Scottish working class poets given new life with People’s Journal collection

January 26 2017, 6.30pmUpdated: January 26 2017, 5.14pm
© SuppliedMcGonagall as painted by WB Lamond, repositioned by the book as a major comic poet.
McGonagall as painted by WB Lamond, repositioned by the book as a major comic poet.

An insight into the life of Victorian Scotland’s “forgotten” poets published in Dundee has been brought back for a modern audience.

The People’s Journal, printed by John Leng & Co and then DC Thomson in the city edition between 1858 and 1986, was billed in the 19th Century as “a penny Saturday paper devoted to the interests of the working classes.”

Each edition included poems by people from all walks of life across Tayside, who used the format to talk about strikes, trade unions and politics, among many other topics.

Strathclyde University academic Kirstie Blair has collected more than 100 of these poems from 1858 to 1883, in a volume entitled Poets of the People’s Journal: Newspaper Poetry in Victorian Scotland.

Professor Kirstie Blair.© Supplied
Professor Kirstie Blair.

Publishers the Association for Scottish Literary Studies hope the book will give modern readers a “vivid portraits of their writers’ lives”.

Contributors would send in material under their own names and pseudonyms such as Eriphos, Harpoon, and Trebor.

The collection also illustrates how the infamous poet William McGonagall, represented by An Address to Thee Tay Bridge from September 15 1877,  was part of a wider culture of “bad” verse in papers.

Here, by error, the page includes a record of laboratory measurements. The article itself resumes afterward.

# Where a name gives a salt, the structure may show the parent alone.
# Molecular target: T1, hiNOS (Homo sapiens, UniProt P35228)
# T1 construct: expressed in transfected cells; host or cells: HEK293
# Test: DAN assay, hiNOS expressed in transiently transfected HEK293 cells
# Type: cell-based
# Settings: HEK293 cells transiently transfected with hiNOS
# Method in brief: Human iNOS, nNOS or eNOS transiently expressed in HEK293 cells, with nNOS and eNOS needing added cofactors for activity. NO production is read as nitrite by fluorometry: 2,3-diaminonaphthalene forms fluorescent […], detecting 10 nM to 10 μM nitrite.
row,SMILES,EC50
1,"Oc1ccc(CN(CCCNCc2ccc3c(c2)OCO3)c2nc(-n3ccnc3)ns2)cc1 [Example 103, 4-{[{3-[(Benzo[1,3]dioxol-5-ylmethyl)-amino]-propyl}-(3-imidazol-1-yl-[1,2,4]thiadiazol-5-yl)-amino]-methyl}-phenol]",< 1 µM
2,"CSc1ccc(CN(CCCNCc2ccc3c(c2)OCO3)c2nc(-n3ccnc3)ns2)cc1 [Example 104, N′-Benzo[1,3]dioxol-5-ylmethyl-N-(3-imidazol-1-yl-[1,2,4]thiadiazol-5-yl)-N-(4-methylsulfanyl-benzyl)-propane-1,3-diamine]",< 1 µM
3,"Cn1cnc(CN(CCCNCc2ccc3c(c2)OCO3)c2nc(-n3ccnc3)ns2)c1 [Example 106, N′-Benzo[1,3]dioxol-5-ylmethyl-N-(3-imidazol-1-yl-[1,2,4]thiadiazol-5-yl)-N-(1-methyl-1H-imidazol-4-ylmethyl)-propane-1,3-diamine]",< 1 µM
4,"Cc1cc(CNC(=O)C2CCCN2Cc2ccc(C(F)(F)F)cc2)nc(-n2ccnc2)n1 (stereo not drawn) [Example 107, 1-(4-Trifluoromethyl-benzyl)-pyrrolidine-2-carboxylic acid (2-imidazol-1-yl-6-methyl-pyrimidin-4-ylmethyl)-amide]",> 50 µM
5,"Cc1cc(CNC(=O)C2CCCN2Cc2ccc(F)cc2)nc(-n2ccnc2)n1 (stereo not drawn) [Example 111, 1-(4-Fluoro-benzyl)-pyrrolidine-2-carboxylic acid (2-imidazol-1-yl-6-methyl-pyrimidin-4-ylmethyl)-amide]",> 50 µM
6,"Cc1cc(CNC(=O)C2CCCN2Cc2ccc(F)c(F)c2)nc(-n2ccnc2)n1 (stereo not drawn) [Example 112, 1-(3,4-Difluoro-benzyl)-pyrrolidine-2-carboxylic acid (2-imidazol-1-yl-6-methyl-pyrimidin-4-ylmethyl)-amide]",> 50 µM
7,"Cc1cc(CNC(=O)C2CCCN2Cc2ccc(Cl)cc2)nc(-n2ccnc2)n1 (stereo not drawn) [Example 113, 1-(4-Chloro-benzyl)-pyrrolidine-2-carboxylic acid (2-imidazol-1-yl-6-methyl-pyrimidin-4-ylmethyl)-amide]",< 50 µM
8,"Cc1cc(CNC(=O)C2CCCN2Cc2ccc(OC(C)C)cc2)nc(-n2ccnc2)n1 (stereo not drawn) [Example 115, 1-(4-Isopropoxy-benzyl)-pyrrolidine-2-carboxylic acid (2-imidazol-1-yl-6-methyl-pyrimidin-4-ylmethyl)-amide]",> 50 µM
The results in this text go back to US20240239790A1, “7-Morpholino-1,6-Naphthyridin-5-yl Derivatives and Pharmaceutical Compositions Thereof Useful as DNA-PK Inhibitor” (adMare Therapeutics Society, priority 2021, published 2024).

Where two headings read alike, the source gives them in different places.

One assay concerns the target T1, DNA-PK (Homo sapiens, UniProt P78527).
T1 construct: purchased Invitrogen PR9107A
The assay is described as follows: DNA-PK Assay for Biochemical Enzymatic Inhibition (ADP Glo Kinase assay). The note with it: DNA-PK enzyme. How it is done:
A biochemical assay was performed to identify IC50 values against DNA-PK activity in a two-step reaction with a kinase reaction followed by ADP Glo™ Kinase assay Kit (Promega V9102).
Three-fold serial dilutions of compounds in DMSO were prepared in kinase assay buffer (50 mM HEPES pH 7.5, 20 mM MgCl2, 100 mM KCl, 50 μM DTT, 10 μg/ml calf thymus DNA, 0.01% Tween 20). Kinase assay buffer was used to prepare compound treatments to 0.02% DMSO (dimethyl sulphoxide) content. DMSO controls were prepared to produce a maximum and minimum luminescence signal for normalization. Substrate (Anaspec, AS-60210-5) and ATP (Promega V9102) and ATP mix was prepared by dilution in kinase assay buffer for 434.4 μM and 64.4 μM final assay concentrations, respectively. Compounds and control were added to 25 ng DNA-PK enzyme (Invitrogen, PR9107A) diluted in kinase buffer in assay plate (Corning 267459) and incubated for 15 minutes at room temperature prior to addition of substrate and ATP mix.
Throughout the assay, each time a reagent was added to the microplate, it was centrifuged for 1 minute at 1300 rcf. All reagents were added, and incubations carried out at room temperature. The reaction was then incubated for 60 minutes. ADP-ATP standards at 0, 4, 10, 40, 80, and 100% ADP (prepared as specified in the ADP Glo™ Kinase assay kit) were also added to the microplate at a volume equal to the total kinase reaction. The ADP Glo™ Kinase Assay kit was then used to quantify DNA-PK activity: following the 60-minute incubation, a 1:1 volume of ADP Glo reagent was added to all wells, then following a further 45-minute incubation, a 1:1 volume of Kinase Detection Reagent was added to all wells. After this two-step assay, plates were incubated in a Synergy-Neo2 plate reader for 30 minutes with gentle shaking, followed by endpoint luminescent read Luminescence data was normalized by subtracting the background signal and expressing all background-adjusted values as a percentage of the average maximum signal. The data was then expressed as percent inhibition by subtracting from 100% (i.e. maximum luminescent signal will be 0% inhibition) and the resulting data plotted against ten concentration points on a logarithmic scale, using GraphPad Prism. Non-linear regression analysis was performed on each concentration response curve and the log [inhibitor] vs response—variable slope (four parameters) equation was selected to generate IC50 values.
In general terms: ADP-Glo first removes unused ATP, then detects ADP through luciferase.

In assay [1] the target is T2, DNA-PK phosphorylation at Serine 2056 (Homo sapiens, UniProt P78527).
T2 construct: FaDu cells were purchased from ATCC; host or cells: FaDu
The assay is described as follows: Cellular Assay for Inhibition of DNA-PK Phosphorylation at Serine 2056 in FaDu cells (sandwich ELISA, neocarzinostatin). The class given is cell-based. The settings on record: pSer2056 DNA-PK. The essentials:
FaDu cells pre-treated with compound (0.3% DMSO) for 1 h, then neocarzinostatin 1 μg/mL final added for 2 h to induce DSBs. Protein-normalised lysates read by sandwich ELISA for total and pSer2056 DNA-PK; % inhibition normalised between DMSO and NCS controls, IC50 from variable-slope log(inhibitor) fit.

People's Journal 1st edition

Professor Blair said: “It was a popular practice for many people in the 19th Century to go home after work and write a poem.

“A lot of them had extremely hard lives but it was an aspirational and highly regarded pursuit.

“It was also a badge of pride for them to display their literacy skills.

“People in Scotland in this period were very proud of the idea that Scotland had more ‘people’s poets’ than any other nation on earth, and every Scottish town or village had its own bard.

“There was a great deal of competition between towns and local readers followed the careers of ‘their’ poets.

“A lot of these poets are entirely forgotten now because they were published in newspapers, rather than in books or magazines, but the poetry is of a far higher quality and far more entertaining than might have been thought.

“The book includes poems by and about William McGonagall, who has become known as ‘the world’s worst poet’, though I show here that he was actually part of an established culture of deliberately bad newspaper poetry and became a major comic poet through it.

“Most of these poems cover subjects which are surprisingly relevant today.”

The anthology also contains selected poems from the People’s Friend, which was originally a spin-off from the People’s Journal and is still published today.

 

The growth of weekly news

Newspapers of the early 19th Century were subject to stamp duty of up to four pence per copy, which made daily consumption of news too expensive for many working-class readers.

Weekly digests offered a cheaper option, and provided an outlet for a wave of Scottish writers.

Following the success of publications such as the People’s Journal, poetry and fiction were often introduced to daily newspapers, and this material was often a way around paying more stamp duty.

WD Latto in his Tammas Bodkin persona.© DC Thomson
WD Latto in his Tammas Bodkin persona.

After the tax was repealed in 1855, many writers in Scots enjoyed a surge in readership, and the popularity of serialised books continues to this day.

The Journal’s most influential editor, Fife autodidact William D Latto, first appeared in the paper as a contributing writer.

His “Tammas Bodkin” columns helped popularise the use of Scots in the Victorian print era.

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